People in the Kansai area (the western area of Japan, around Osaka) were not very familiar with the culture of specialty coffee and selling whole beans when TAOCA COFFEE opened its first branch. Taoka-san saw the opportunity and possibilities to develop a market for it, in an area with so many people interested in trying new things and who can afford to try out this new kind of coffee which can be 2-3 times more expensive compared to typical, every day coffee that people are used to. His hunch was right- and after 3 years it was unusual to even hear the once frequent question: “what is specialty coffee?” Today, 92% of their sales are to their local customers. Taoka-san says he truly is grateful for the love and support he has received from the area, and feels that there is no absolute formula to stay popular and to keep on improving.


 

Taoka-san Meets Coffee


After his graduation, Taoka-san got a job at a trading company and worked there for 2 years. However, he always dreamt of running his own business from the very beginning, he first considered opening a Korean BBQ restaurant as he gained some experience in the industry when he was a student and that opened his eyes to the world of business.

Later, Taoka-san came across a vacancy for a marketing job at Doutor Coffee, and despite not having much knowledge or passion for coffee, he applied for the job in order that he could gain some experience in marketing. Doutor assigned Taoka-san to the team developing their new coffee shop chain, and this was the moment that led Taoka-san to his fate for a life with coffee.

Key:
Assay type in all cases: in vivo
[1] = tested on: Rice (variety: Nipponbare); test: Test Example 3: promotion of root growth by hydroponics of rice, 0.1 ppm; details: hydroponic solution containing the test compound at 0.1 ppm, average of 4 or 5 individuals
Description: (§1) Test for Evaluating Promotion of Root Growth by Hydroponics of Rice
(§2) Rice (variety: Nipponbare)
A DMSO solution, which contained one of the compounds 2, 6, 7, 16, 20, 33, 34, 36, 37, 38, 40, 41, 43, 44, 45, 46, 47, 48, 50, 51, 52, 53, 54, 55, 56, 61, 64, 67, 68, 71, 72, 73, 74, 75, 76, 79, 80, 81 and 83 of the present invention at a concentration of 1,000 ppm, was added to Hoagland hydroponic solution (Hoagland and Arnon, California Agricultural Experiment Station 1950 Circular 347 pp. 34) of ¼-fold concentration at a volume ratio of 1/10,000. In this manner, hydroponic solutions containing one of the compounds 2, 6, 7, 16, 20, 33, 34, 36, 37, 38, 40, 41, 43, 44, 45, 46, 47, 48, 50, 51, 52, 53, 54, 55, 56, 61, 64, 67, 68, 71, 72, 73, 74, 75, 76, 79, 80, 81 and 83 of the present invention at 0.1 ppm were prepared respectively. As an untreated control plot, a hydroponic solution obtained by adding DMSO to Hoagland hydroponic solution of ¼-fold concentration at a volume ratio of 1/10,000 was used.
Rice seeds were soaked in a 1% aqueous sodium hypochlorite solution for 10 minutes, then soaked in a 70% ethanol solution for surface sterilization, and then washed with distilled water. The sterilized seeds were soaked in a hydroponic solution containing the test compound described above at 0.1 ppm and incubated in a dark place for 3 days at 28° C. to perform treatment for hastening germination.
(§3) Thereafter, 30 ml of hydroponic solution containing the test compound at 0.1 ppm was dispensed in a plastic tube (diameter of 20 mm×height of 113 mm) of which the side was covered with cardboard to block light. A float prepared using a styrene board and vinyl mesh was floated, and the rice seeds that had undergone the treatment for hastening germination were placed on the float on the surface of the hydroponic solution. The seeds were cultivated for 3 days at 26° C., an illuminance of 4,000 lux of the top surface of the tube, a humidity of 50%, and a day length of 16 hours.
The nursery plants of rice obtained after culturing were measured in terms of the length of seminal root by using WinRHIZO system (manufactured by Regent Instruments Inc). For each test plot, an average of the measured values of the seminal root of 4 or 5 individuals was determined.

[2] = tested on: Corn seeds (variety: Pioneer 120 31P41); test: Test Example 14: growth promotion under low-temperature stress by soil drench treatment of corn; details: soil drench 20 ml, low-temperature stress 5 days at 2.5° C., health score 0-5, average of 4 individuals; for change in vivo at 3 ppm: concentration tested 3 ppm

Unlike Doutor’s original cafes and their other established chains such as Excelsior Cafe, Taoka-san and the team had to create a menu, train people and all the other elements needed to start a business from scratch. This experience had Taoka-san learn so much about running a cafe, and also the hard lesson that even a big name like Doutor can fail in launching a new business venture. More than 10 branches were closed despite all the market research into the clientele and locations, and Taoka-san realised that running a new business is nothing more than a gamble even for a big, experienced company.


Since the event, Taoka-san became worried about getting buried deep in his daily routine working at such a big company as one of 2,000 colleagues. But that was until fate called upon him- one day, a fax landed right next to Taoka-san’s desk, it was a notice of an in-house elimination for Japan Barista Championship. Taoka-san didn’t hesitate to apply, and that led him to his first encounter with specialty coffee.